At the NFL owners meeting in February, a group of general managers from across the league gathered for a discussion. Patriots head coach Bill Belichick sat in on the meeting and left the other GMs wondering what the man with eight Super Bowl rings thought of the rest of them.
Falcons GM Thomas Dimitroff, who spent six years in New England before joining Atlanta in 2008, relayed the story to NBC Sports’ Tom Curran.
“We have a lot of very talented and very intelligent people in that room but you can just feel his energy,” he said. “Guys who aren’t really that moved by a lot of people in the industry either because they’ve been around it a long time or were quickly indoctrinated into the job, it was interesting to watch.
“When he did get up to leave and then we packed up after, there was a little [conversation] about, ‘I wonder what he thought about that. I wonder what he thought about us as a group of general managers.’”
The Falcons general manager is the son of former Boston Patriots quarterback Tom Dimitroff. He worked for the grounds crew in Cleveland when Belichick was the head coach of the Browns in the early 90s, before re-joining Belichick and Scott Pioli, now the Falcons assistant GM, in New England in 2002. Dimitroff rose to director of college scouting before departing for the GM job in Atlanta.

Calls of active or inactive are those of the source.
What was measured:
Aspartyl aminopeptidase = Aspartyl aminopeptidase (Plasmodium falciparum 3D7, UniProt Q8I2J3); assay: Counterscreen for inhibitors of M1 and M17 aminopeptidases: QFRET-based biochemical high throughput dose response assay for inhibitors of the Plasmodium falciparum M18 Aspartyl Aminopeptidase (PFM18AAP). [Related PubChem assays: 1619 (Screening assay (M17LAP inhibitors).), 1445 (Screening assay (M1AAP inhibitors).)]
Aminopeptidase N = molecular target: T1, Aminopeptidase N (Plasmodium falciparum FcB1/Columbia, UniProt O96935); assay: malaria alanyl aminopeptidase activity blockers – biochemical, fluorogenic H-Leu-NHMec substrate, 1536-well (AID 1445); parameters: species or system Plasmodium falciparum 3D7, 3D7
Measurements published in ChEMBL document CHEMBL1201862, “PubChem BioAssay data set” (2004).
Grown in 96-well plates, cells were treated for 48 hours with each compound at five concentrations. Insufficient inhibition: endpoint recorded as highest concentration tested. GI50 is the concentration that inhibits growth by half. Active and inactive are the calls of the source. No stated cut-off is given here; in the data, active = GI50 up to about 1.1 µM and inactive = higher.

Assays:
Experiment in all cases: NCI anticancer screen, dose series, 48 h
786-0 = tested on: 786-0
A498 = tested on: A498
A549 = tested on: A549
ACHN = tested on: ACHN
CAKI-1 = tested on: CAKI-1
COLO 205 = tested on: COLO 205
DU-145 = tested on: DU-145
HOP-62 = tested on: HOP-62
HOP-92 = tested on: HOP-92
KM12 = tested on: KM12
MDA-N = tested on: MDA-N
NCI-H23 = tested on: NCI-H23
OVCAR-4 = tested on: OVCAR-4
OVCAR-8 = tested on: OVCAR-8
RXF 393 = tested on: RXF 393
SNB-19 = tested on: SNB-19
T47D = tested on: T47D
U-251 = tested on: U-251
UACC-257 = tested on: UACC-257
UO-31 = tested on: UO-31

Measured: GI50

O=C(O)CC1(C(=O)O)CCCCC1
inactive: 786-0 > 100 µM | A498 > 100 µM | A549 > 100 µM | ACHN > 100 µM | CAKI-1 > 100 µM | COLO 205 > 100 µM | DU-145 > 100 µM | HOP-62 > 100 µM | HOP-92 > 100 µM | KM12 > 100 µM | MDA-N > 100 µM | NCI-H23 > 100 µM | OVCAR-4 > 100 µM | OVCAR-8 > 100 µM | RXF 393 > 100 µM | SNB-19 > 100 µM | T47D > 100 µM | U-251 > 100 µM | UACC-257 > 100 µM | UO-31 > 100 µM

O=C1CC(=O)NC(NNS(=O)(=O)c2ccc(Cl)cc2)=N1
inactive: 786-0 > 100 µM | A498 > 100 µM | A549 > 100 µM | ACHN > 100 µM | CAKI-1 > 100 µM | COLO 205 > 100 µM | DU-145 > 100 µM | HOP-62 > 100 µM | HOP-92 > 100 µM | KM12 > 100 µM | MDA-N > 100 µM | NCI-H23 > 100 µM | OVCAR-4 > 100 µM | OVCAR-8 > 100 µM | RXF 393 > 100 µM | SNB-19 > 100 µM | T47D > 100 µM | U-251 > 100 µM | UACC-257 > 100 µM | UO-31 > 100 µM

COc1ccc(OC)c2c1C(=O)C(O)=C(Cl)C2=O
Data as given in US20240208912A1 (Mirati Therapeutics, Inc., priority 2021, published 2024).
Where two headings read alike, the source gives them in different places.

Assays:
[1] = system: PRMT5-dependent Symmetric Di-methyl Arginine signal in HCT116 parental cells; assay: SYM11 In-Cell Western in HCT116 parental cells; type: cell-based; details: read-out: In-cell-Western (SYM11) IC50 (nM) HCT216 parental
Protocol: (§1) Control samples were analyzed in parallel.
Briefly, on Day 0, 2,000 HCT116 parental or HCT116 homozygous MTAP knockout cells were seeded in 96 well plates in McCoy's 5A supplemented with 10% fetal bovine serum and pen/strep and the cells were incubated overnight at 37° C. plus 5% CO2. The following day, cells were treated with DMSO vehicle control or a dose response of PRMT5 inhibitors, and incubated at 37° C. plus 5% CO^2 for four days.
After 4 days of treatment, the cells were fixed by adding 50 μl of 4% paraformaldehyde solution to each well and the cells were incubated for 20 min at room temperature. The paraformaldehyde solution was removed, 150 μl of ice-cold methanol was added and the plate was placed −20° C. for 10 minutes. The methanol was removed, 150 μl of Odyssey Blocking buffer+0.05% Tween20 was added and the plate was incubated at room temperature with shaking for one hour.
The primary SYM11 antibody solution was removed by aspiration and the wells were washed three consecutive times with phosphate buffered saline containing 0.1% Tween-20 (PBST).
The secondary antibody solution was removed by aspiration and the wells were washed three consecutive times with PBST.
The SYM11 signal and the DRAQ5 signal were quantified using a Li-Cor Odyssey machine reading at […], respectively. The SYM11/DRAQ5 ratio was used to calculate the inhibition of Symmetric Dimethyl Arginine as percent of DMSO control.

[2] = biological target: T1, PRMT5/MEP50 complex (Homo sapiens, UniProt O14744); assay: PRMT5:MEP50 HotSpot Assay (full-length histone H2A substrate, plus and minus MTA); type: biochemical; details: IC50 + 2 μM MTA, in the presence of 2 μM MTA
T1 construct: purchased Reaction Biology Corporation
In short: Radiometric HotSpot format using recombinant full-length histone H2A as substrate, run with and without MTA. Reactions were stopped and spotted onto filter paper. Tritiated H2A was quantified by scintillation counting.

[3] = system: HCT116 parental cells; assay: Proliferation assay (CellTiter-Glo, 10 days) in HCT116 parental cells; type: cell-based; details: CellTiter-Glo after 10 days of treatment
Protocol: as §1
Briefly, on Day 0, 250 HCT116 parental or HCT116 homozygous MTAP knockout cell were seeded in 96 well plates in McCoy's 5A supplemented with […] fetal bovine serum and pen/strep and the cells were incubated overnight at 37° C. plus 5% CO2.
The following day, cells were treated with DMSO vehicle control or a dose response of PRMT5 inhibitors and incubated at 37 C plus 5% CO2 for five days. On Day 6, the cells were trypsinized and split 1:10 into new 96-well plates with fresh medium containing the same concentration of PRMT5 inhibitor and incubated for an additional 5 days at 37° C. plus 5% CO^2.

“I don’t see him slowing down at all,” Dimitroff said of Belichick. “The strut’s still the same strut as it was when I was in New England.”
The Patriots head coach is heading into his 45th season in the NFL. Dimitroff lauded his institutional knowledge about the game and the league, noting that Belichick approaches rule changes with a critical eye and does not “go along with something just because it’s league-directed.”
“I saw him recently at the owners meetings and he is ON TOP of it,” he told Curran. “He is the lead dog, no question about it. He has strong opinions, he delivers them succinctly and articulately when he’s discussing what’s important to him and it’s fun watching him navigate through all of that.”
Dimitroff, who had to deal with a Super Bowl defeat to his old boss in 2017, noted that there is no one more engaged than Belichick in the lengthy league meetings.
“I think people might expect him to be less engaged as he acquires more and more rings and more and more accolades, my feeling is that it’s part of giving back to the game that he loves so much,” he said. “A lot of people would kick their feet up and relax a little bit but I really do believe that he’s continuing to help us out.”